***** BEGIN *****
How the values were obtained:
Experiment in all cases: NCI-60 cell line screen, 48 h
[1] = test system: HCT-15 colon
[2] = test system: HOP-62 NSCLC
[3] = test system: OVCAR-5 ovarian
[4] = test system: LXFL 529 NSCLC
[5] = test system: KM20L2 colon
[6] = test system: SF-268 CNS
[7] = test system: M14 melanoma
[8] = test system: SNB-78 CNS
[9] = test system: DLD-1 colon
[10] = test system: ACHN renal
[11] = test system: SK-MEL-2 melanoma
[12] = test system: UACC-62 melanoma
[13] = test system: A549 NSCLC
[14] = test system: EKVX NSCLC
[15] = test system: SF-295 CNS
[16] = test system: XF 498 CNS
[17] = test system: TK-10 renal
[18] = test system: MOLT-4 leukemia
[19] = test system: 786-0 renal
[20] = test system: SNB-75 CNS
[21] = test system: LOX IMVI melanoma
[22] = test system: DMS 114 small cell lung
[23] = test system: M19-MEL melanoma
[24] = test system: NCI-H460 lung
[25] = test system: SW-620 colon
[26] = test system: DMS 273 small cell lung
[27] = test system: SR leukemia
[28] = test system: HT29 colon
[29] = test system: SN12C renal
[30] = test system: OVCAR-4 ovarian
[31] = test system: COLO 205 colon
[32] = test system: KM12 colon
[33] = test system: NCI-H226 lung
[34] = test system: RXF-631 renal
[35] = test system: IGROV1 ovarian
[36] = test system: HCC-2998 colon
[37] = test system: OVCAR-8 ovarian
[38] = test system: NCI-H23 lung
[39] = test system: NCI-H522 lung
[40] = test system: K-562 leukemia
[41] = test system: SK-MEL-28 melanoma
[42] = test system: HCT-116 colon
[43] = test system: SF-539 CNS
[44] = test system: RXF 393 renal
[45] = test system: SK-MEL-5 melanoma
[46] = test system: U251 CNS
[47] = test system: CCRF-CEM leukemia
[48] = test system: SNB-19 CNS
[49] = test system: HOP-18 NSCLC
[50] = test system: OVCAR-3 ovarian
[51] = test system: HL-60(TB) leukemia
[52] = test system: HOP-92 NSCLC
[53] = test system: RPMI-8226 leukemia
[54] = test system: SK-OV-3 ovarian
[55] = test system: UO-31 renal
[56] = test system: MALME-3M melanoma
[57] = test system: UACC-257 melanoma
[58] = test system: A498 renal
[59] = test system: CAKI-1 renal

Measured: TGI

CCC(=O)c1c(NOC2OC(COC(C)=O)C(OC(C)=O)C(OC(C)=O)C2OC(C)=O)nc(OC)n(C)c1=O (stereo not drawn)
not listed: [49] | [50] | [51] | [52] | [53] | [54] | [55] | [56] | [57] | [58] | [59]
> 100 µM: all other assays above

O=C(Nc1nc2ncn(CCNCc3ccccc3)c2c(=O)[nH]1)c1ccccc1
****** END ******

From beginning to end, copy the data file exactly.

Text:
How the values were obtained:
Experiment in all cases: NCI-60 cell line screen, 48 h
[1] = test system: HCT-15 colon
[2] = test system: HOP-62 NSCLC
[3] = test system: OVCAR-5 ovarian
[4] = test system: LXFL 529 NSCLC
[5] = test system: KM20L2 colon
[6] = test system: SF-268 CNS
[7] = test system: M14 melanoma
[8] = test system: SNB-78 CNS
[9] = test system: DLD-1 colon
[10] = test system: ACHN renal
[11] = test system: SK-MEL-2 melanoma
[12] = test system: UACC-62 melanoma
[13] = test system: A549 NSCLC
[14] = test system: EKVX NSCLC
[15] = test system: SF-295 CNS
[16] = test system: XF 498 CNS
[17] = test system: TK-10 renal
[18] = test system: MOLT-4 leukemia
[19] = test system: 786-0 renal
[20] = test system: SNB-75 CNS
[21] = test system: LOX IMVI melanoma
[22] = test system: DMS 114 small cell lung
[23] = test system: M19-MEL melanoma
[24] = test system: NCI-H460 lung
[25] = test system: SW-620 colon
[26] = test system: DMS 273 small cell lung
[27] = test system: SR leukemia
[28] = test system: HT29 colon
[29] = test system: SN12C renal
[30] = test system: OVCAR-4 ovarian
[31] = test system: COLO 205 colon
[32] = test system: KM12 colon
[33] = test system: NCI-H226 lung
[34] = test system: RXF-631 renal
[35] = test system: IGROV1 ovarian
[36] = test system: HCC-2998 colon
[37] = test system: OVCAR-8 ovarian
[38] = test system: NCI-H23 lung
[39] = test system: NCI-H522 lung
[40] = test system: K-562 leukemia
[41] = test system: SK-MEL-28 melanoma
[42] = test system: HCT-116 colon
[43] = test system: SF-539 CNS
[44] = test system: RXF 393 renal
[45] = test system: SK-MEL-5 melanoma
[46] = test system: U251 CNS
[47] = test system: CCRF-CEM leukemia
[48] = test system: SNB-19 CNS
[49] = test system: HOP-18 NSCLC
[50] = test system: OVCAR-3 ovarian
[51] = test system: HL-60(TB) leukemia
[52] = test system: HOP-92 NSCLC
[53] = test system: RPMI-8226 leukemia
[54] = test system: SK-OV-3 ovarian
[55] = test system: UO-31 renal
[56] = test system: MALME-3M melanoma
[57] = test system: UACC-257 melanoma
[58] = test system: A498 renal
[59] = test system: CAKI-1 renal

Measured: TGI

CCC(=O)c1c(NOC2OC(COC(C)=O)C(OC(C)=O)C(OC(C)=O)C2OC(C)=O)nc(OC)n(C)c1=O (stereo not drawn)
not listed: [49] | [50] | [51] | [52] | [53] | [54] | [55] | [56] | [57] | [58] | [59]
> 100 µM: all other assays above

O=C(Nc1nc2ncn(CCNCc3ccccc3)c2c(=O)[nH]1)c1ccccc1